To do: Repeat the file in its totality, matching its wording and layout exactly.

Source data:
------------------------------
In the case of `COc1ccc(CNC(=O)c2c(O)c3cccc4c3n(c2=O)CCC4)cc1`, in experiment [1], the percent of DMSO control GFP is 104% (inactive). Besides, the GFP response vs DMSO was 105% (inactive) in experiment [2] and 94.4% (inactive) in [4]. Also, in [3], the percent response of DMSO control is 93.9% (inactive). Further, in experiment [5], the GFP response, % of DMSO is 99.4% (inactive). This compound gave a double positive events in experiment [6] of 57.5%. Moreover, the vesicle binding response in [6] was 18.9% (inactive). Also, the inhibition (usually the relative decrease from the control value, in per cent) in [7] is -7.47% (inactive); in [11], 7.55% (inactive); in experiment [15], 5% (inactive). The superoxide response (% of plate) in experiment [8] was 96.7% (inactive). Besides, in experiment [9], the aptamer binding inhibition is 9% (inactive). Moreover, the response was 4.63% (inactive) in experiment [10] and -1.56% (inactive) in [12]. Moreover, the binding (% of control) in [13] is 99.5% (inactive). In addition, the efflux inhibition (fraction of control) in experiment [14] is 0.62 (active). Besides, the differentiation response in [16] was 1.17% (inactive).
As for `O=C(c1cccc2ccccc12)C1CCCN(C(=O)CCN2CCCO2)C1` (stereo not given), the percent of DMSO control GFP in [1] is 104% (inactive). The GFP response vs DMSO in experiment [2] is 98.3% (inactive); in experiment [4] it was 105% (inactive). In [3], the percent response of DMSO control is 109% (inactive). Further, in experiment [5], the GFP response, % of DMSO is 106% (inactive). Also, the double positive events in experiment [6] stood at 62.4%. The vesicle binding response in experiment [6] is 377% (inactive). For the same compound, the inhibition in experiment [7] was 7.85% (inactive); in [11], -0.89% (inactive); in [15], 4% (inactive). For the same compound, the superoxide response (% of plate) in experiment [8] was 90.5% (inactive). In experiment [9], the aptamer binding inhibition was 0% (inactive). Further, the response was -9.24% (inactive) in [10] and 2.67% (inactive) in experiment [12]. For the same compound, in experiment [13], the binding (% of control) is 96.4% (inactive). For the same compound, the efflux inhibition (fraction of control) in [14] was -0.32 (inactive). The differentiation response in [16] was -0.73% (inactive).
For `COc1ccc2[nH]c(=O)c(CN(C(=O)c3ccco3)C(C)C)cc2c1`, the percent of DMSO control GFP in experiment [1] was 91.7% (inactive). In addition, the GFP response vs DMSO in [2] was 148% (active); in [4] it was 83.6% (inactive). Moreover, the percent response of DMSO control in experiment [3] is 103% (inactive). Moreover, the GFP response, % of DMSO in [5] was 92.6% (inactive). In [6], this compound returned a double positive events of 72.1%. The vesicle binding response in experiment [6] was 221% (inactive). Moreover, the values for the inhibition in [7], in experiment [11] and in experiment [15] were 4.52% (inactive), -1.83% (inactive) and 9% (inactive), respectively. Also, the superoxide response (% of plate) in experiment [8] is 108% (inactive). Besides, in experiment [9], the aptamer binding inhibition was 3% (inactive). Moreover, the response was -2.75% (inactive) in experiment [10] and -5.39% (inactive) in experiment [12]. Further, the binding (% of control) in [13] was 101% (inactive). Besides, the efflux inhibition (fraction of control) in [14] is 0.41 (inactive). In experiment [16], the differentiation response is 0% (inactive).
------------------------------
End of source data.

In the case of `COc1ccc(CNC(=O)c2c(O)c3cccc4c3n(c2=O)CCC4)cc1`, in experiment [1], the percent of DMSO control GFP is 104% (inactive). Besides, the GFP response vs DMSO was 105% (inactive) in experiment [2] and 94.4% (inactive) in [4]. Also, in [3], the percent response of DMSO control is 93.9% (inactive). Further, in experiment [5], the GFP response, % of DMSO is 99.4% (inactive). This compound gave a double positive events in experiment [6] of 57.5%. Moreover, the vesicle binding response in [6] was 18.9% (inactive). Also, the inhibition (usually the relative decrease from the control value, in per cent) in [7] is -7.47% (inactive); in [11], 7.55% (inactive); in experiment [15], 5% (inactive). The superoxide response (% of plate) in experiment [8] was 96.7% (inactive). Besides, in experiment [9], the aptamer binding inhibition is 9% (inactive). Moreover, the response was 4.63% (inactive) in experiment [10] and -1.56% (inactive) in [12]. Moreover, the binding (% of control) in [13] is 99.5% (inactive). In addition, the efflux inhibition (fraction of control) in experiment [14] is 0.62 (active). Besides, the differentiation response in [16] was 1.17% (inactive).
As for `O=C(c1cccc2ccccc12)C1CCCN(C(=O)CCN2CCCO2)C1` (stereo not given), the percent of DMSO control GFP in [1] is 104% (inactive). The GFP response vs DMSO in experiment [2] is 98.3% (inactive); in experiment [4] it was 105% (inactive). In [3], the percent response of DMSO control is 109% (inactive). Further, in experiment [5], the GFP response, % of DMSO is 106% (inactive). Also, the double positive events in experiment [6] stood at 62.4%. The vesicle binding response in experiment [6] is 377% (inactive). For the same compound, the inhibition in experiment [7] was 7.85% (inactive); in [11], -0.89% (inactive); in [15], 4% (inactive). For the same compound, the superoxide response (% of plate) in experiment [8] was 90.5% (inactive). In experiment [9], the aptamer binding inhibition was 0% (inactive). Further, the response was -9.24% (inactive) in [10] and 2.67% (inactive) in experiment [12]. For the same compound, in experiment [13], the binding (% of control) is 96.4% (inactive). For the same compound, the efflux inhibition (fraction of control) in [14] was -0.32 (inactive). The differentiation response in [16] was -0.73% (inactive).
For `COc1ccc2[nH]c(=O)c(CN(C(=O)c3ccco3)C(C)C)cc2c1`, the percent of DMSO control GFP in experiment [1] was 91.7% (inactive). In addition, the GFP response vs DMSO in [2] was 148% (active); in [4] it was 83.6% (inactive). Moreover, the percent response of DMSO control in experiment [3] is 103% (inactive). Moreover, the GFP response, % of DMSO in [5] was 92.6% (inactive). In [6], this compound returned a double positive events of 72.1%. The vesicle binding response in experiment [6] was 221% (inactive). Moreover, the values for the inhibition in [7], in experiment [11] and in experiment [15] were 4.52% (inactive), -1.83% (inactive) and 9% (inactive), respectively. Also, the superoxide response (% of plate) in experiment [8] is 108% (inactive). Besides, in experiment [9], the aptamer binding inhibition was 3% (inactive). Moreover, the response was -2.75% (inactive) in experiment [10] and -5.39% (inactive) in experiment [12]. Further, the binding (% of control) in [13] was 101% (inactive). Besides, the efflux inhibition (fraction of control) in [14] is 0.41 (inactive). In experiment [16], the differentiation response is 0% (inactive).